Emily Williams 708x225

Right from the start of my PhD I have found everyone within the Sport and Physical Activity Department to be incredibly accommodating and I could not have been made to feel more at home.”

“During both my undergraduate and masters degrees I undertook a research project around pacing strategy influences and fatigue in different modes of exercise, so when the opportunity arose to study a PhD at Edge Hill about the topic of pacing and fatigue it seemed the perfect progression.

My research involves studying both physiological and psychological mechanisms influencing cycling time trial performance. As part of this, we alter the feedback cyclists get when performing a maximal time trial in order to try and improve their performance, explore the psychological perceptions of maximal performances and examine the contributing physiological influences when receiving different visual feedback. I am particularly interested in the influence of competitive performance and whether the pacing strategy thought to be their best or fastest to complete the race then changes as they react to their opponent.

With this work I hope to gain further insight into how athletes, specifically cyclists, choose to pace themselves during a performance and whether the feedback they are given alters their chosen and adopted pacing strategy. I also hope to provide information about strategies that facilitate performance improvements, either in a training or competitive environment, and improve knowledge about the conflicting argument of whether it is your mind or your muscle that makes you stop or decrease performance during maximal exertion.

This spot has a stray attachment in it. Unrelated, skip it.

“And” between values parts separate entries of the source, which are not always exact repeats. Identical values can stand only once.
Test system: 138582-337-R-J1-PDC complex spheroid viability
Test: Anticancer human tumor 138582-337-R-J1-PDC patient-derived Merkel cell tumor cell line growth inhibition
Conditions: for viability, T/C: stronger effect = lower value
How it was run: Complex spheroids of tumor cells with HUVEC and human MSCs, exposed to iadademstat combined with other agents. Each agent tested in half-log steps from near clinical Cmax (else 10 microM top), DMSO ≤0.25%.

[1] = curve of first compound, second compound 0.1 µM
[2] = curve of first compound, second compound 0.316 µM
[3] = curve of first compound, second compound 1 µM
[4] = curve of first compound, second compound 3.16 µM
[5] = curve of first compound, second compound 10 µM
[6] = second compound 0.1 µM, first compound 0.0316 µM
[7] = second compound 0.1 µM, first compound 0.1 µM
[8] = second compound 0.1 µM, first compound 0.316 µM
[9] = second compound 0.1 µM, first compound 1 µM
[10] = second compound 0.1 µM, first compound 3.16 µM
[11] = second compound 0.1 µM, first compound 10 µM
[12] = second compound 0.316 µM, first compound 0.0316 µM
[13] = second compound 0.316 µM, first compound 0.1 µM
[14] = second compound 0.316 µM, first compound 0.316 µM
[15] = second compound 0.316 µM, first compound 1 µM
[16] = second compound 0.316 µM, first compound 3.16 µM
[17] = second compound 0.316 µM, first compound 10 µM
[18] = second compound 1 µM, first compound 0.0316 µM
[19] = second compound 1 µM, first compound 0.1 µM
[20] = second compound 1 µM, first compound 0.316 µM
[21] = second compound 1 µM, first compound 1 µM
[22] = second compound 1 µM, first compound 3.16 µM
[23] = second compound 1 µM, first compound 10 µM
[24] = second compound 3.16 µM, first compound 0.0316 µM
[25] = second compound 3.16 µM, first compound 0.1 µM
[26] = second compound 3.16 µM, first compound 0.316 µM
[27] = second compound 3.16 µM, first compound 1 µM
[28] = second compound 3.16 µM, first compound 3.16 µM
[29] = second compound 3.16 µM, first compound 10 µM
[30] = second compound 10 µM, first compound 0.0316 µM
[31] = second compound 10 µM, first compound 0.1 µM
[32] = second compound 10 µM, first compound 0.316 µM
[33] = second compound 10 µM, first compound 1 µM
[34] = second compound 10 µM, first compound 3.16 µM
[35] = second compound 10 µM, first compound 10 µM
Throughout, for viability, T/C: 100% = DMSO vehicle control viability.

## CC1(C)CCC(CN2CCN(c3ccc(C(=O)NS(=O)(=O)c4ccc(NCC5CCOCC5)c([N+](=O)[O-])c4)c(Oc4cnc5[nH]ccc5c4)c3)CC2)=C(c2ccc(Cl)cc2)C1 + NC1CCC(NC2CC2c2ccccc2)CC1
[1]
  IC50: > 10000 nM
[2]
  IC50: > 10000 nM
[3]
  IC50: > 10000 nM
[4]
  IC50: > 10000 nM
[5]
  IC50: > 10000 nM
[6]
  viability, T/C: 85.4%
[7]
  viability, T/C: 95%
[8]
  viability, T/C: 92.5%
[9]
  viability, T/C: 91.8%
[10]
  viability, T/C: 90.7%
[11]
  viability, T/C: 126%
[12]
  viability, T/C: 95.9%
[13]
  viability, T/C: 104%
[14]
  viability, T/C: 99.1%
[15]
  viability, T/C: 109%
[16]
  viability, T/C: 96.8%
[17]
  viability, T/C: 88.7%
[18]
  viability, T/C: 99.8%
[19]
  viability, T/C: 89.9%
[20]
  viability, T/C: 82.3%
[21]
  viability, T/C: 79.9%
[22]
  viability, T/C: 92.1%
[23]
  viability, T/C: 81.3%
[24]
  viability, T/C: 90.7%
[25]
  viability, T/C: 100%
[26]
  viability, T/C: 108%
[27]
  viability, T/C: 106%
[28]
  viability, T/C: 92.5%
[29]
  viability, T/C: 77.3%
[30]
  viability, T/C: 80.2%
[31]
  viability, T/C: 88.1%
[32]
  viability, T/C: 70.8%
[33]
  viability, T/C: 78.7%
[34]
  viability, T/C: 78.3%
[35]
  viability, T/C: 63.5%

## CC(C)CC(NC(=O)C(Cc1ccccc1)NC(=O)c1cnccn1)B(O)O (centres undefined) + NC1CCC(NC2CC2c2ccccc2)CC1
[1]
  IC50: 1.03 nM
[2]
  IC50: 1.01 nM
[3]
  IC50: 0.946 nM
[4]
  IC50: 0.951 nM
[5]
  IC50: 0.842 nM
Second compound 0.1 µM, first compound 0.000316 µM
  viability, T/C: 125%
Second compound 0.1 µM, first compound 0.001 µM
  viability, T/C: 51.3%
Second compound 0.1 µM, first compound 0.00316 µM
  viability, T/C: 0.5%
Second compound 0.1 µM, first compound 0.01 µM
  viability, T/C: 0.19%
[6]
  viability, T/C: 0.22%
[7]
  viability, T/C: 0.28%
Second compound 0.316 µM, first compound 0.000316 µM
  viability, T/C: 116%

Right from the start of my PhD I have found everyone within the Sport and Physical Activity Department to be incredibly accommodating and I could not have been made to feel more at home. I am respected and treated as one of the team and they go above and beyond to help me all they can. Within my supervisory team there is a range of expertise, which means all aspects of my research are covered and supported.

Since beginning my research I have been given the opportunity to lecture, which is something I really enjoy, so I am now considering a career in academia. When my PhD is complete I’m hoping to graduate with a Postgraduate Certificate of Teaching in Higher Education, which will be a fantastic starting point for this particular aspiration. Working with elite athletes to improve their performance or with military personnel to aid fatigue-induced symptoms are also of real interest, so these are also potential career options.”